Venus de Milo – Greece wants her back!

Venus de Milo – Greece wants her back!

Nick Vichos is one of thousands on the Greek island of Milos pushing for the return of its most famous statue, the Venus de Milo, from the Louvre. Nick loves to meet his friends for an early morning coffee beneath a cascade of vibrant bougainvillea in the hill town of Plaka. The 75-year-old retired seaman once travelled the world. These days he likes to share a laugh and his political views with his friends before the town’s pristine alleys are overrun by sightseers snapping its whitewashed buildings and spectacular sunset. The souvenir stores are filled with replicas of the Venus de Milo, the ancient Greek statue that is the island’s most celebrated export. Its image is emblazoned on postcards, T-shirts, key-rings and magnets. But visitors aren’t able to see the real thing – the statue is one of the main attractions at the Louvre museum in Paris. Vichos is one of many islanders backing the “Take Me Home” a campaign to see the statue that depicts the goddess, Aphrodite, returned to the island. “This is the home of Aphrodite [the Greek goddess of love, beauty, pleasure and procreation] and everyone wants it back,” he says. “This belongs to Milos.”

The Venus de Milo is considered to be one of the masterpieces of Greek antiquity. Believed to date back to 130BC, the marble statue was created by Alexandros of Antioch and discovered in pieces by a peasant among ancient ruins near the town of Tripiti on Milos in 1820. The push for its return follows a long-running campaign by the Greek government for the repatriation of the Elgin Marbles from the British Museum, along with a similar push in Italy demanding that the Louvre return Leonardo da Vinci’s “Mona Lisa” to Florence.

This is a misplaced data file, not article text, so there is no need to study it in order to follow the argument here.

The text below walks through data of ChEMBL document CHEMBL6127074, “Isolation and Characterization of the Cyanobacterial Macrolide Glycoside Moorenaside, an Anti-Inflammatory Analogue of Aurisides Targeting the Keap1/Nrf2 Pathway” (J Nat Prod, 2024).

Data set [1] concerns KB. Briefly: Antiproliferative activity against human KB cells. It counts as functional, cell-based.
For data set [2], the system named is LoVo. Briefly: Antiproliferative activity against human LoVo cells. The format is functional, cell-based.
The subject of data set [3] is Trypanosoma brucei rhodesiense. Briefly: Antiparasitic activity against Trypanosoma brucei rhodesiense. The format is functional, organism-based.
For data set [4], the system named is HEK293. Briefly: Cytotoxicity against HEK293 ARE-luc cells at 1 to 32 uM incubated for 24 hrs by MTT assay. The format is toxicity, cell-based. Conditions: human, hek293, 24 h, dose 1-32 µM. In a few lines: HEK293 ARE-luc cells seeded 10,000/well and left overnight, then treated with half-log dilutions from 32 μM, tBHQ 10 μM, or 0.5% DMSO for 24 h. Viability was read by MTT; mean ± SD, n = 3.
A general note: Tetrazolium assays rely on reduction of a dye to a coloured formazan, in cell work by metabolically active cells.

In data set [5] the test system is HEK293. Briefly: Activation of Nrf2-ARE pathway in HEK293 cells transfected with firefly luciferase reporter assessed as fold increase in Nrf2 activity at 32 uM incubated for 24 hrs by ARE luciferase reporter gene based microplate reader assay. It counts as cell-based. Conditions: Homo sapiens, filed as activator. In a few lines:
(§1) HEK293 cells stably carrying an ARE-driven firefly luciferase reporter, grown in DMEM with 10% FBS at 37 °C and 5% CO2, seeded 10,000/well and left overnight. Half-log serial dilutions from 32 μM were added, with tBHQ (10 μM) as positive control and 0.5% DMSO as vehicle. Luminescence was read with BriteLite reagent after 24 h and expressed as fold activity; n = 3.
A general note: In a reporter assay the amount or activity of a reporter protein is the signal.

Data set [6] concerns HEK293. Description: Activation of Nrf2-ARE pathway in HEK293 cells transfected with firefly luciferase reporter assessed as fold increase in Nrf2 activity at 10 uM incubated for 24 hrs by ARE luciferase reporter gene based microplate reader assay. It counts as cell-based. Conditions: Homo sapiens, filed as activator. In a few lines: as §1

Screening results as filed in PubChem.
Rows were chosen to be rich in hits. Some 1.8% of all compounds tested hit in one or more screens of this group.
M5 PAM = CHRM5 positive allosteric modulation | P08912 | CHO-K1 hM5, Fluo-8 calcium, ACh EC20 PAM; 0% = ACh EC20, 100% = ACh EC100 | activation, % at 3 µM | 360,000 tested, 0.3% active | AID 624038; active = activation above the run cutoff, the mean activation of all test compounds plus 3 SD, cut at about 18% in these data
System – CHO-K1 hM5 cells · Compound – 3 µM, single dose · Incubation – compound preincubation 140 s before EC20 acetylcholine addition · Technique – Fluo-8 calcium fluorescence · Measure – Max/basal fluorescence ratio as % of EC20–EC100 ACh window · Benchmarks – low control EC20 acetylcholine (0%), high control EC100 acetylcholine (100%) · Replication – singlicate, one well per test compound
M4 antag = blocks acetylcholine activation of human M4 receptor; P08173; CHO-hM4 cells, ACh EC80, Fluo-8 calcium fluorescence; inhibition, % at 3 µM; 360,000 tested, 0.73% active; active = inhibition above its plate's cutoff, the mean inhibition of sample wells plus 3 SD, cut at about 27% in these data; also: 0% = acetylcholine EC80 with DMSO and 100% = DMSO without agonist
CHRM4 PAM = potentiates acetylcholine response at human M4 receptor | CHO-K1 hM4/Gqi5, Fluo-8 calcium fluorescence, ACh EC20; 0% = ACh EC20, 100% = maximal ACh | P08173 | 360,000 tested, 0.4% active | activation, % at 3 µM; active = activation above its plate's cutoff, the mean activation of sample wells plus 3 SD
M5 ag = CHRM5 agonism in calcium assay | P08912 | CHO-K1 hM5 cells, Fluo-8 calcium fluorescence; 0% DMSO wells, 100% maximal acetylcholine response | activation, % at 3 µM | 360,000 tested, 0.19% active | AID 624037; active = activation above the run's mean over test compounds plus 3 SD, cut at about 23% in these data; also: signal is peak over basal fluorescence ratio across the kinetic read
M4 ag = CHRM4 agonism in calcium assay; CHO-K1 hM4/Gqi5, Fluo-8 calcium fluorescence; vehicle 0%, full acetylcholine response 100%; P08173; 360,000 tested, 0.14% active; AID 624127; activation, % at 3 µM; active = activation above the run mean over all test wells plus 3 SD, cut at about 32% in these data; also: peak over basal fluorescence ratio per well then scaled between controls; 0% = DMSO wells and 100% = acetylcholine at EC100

“We are angry,” says Gerasimos Damoulakis, the island’s mayor. “It is 200 years since it was stolen. It should be given back.” Damoulakis, a hotel owner who has been the mayor for eight years, is spearheading a repatriation campaign, called “Take Me Home”. “It is not just a statue – it is a masterpiece of Greek history,” he tells i in his sparse office on a scorching summer’s day. “It is our obligation to our ancestors and our children to bring back this historical treasure to the island.”

Read more at: https://inews.co.uk/news/world/venus-de-milo-campaign/

Read more at: https://inews.co.uk/news/world/venus-de-milo-campaign/